Wall Street Journal [New York NY]
October 19, 2022
By Francis X. Rocca
Eighty-two percent of Catholic priests in the U.S. fear being falsely accused of sex abuse, according to a study released Wednesday by researchers at the Catholic University of America.
The survey, which the university says is the largest of its kind in more than 50 years, also found that only 51% of diocesan priests in the U.S. think their bishops would support them if they were falsely accused of abuse, and only 36% think their diocese would provide them with sufficient resources to defend themselves in court.
Only 24% of all U.S. priests surveyed expressed confidence in the decision-making and leadership of the U.S. bishops in general.
The study comes 20 years after U.S. bishops adopted a “zero-tolerance” policy in response to sex abuse, requiring permanent removal of a priest from ministry after a single act of sex abuse of a minor. The study found that 40% of priests think the policy—which doesn’t apply to the bishops themselves—is harsher than necessary.
“Many priests fear that in the present climate, it has become all too easy to falsely accuse priests of abuse. A single allegation, even if proven false, can destroy a priest’s reputation permanently,” said a summary report of the study released by the Washington, D.C., university. “Many priests told us in the interviews they did not have a clear understanding of the process in their diocese for how allegations against a priest would be handled.”
Michael Mazza, a Wisconsin-based lawyer who has represented priests accused of abuse, said he wasn’t surprised at the percentage of clergy who said they feared false allegations. “In my experience, it’s a nearly universal phenomenon where they’re frightened of being falsely accused,” he said. “There’s a lot of fear right now of liability and of bad press. … Years ago we didn’t care about the victim, and now we don’t care about the accused priests.”
In 2020, the U.S. Conference of Catholic Bishops reported 4,250 allegations of abuse; all but 22 of those were historical allegations from previous decades. From 2004 to 2020, Catholic dioceses and religious orders in the U.S. spent $4.3 billion on costs related to abuse allegations, mostly in payments to victims and attorneys’ fees, according to the bishops conference.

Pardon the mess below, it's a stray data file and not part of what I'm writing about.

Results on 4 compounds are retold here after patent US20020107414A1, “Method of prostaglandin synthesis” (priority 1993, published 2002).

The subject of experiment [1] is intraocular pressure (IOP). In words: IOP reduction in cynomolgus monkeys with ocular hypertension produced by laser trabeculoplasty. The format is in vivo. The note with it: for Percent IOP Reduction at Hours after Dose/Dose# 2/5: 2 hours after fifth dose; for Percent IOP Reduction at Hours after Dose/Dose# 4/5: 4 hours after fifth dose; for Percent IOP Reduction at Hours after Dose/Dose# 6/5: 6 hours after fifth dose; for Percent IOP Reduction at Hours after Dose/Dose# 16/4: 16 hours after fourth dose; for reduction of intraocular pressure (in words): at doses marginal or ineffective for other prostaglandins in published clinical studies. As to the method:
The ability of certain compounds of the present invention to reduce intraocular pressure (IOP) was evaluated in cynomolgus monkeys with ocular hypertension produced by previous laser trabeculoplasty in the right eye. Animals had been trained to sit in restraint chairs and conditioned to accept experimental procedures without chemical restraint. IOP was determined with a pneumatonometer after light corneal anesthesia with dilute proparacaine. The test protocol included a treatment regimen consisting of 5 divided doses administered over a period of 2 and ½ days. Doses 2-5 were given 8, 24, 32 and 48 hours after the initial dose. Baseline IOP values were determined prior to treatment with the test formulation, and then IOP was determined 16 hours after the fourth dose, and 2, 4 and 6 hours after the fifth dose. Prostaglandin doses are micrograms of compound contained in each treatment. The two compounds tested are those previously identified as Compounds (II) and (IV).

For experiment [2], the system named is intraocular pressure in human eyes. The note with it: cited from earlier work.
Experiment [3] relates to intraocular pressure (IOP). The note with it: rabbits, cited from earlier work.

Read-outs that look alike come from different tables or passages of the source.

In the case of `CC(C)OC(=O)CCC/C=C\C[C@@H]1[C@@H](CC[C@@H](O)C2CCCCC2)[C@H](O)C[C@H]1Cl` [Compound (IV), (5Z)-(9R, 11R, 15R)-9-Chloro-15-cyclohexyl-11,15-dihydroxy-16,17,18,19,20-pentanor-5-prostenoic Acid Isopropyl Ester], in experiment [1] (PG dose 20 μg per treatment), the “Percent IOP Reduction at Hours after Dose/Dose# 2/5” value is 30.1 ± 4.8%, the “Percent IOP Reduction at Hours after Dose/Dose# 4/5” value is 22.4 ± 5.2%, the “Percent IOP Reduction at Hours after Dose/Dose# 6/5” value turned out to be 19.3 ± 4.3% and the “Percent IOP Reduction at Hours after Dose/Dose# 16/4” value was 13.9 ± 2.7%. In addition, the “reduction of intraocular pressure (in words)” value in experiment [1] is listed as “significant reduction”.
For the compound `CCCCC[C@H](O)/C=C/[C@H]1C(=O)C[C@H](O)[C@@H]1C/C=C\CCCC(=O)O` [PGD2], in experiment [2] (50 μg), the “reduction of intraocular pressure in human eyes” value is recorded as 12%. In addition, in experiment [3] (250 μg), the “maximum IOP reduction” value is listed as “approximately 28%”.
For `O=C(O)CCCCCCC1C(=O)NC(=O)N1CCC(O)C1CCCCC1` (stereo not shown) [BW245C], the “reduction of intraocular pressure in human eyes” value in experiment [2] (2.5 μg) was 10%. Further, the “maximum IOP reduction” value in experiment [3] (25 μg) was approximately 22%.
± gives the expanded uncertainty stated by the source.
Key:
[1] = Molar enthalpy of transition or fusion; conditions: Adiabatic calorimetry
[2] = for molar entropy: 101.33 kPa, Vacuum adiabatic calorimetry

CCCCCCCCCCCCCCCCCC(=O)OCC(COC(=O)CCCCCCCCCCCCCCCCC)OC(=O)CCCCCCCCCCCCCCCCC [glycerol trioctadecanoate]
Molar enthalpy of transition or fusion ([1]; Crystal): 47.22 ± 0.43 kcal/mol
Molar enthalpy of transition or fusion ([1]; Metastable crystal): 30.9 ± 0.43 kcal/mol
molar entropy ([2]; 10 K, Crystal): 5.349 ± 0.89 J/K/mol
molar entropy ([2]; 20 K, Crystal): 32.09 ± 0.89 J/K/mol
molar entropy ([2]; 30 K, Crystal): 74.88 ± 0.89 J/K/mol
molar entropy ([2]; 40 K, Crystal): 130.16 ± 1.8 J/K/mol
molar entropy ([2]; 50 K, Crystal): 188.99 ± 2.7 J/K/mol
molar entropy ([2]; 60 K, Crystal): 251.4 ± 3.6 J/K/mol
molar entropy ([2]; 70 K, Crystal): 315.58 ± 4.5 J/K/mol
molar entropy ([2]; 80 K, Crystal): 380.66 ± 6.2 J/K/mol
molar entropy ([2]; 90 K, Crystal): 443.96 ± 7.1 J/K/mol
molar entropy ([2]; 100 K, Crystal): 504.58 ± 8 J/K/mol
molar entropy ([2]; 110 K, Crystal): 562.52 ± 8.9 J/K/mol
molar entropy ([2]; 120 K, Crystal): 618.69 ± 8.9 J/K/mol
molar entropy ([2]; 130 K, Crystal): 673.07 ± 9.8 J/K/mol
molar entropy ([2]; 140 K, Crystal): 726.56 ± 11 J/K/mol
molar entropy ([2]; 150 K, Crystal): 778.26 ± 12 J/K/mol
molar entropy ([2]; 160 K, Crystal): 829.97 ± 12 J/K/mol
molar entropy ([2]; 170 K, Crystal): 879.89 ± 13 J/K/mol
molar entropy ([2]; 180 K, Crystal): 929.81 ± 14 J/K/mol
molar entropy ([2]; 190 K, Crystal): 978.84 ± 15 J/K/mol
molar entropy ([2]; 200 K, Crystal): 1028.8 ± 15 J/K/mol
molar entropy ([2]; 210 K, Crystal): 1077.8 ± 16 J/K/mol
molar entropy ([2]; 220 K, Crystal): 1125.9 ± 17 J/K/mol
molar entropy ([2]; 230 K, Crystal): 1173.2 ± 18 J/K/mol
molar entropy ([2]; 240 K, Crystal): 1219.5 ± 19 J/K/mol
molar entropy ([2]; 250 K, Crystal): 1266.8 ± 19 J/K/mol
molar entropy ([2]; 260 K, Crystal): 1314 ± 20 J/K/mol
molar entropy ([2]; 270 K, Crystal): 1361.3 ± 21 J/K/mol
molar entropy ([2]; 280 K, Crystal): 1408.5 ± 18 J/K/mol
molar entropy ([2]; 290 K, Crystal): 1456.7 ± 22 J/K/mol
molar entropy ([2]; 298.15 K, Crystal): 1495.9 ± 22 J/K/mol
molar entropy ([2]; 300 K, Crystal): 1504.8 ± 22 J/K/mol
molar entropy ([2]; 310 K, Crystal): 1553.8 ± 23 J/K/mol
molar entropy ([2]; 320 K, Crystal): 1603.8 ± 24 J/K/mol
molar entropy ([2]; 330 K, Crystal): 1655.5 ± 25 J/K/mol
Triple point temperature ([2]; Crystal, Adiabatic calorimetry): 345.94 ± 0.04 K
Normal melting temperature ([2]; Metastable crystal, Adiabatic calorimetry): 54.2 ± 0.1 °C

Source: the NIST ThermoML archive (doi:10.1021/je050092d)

Bishop James F. Checchio of Metuchen, N.J., chairman of the bishops conference’s Committee on Clergy, Consecrated Life and Vocations, said the study underscored “the importance of being always attentive to the care of our priests with the ever-growing stressors they experience in ministry, while we strive to address any issues that have damaged the unique relationship we enjoy.”
The survey also found that 45% of priests reported experiencing at least one symptom of “ministry burnout”: cynicism, feeling emotionally drained or feeling worn out after ministry work. But it determined that answers to a set of questions on well-being showed that 77% of the priests could be described as “flourishing.”
Bishop Checchio said he was “heartened that the results report priests have such a high level of vocational fulfillment and that they remain positive about their priestly ministry.”
Priests who belong to religious orders, who made up about a third of the sample, feel more supported by their superiors than diocesan priests, the study found. Eighty-six percent of priests in religious orders said they thought their superiors would support them in the face of false accusations of abuse.
The study surveyed 10,000 of 26,807 Catholic priests in the U.S., and received responses from 3,516. It was conducted by researchers in the university’s department of sociology and its Catholic Project, which is dedicated to research, teaching and communication focused on the church’s abuse crisis. Write to Francis X. Rocca at email@example.com